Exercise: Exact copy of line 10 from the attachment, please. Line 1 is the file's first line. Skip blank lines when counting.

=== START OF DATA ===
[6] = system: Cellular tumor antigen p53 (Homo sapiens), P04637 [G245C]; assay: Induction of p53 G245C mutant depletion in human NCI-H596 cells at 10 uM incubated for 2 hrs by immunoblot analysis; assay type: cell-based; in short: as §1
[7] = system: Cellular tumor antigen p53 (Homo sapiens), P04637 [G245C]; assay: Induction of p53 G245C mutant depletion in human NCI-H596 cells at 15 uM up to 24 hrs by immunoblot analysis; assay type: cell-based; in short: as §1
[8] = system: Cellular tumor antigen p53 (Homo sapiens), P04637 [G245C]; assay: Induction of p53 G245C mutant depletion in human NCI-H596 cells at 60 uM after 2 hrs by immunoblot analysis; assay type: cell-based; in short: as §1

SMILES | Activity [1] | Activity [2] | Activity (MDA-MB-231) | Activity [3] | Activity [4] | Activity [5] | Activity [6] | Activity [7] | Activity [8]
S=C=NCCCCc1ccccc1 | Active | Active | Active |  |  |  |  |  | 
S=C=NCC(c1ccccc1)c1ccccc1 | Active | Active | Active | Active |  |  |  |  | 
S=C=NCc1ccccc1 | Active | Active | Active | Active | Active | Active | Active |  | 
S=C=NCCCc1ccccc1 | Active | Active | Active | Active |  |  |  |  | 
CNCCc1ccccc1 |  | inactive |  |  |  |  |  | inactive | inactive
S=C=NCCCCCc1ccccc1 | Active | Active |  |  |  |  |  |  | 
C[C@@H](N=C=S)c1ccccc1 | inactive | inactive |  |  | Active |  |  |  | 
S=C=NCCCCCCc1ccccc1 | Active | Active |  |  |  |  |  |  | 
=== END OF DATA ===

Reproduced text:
S=C=NCCCCCc1ccccc1 | Active | Active |  |  |  |  |  |  | 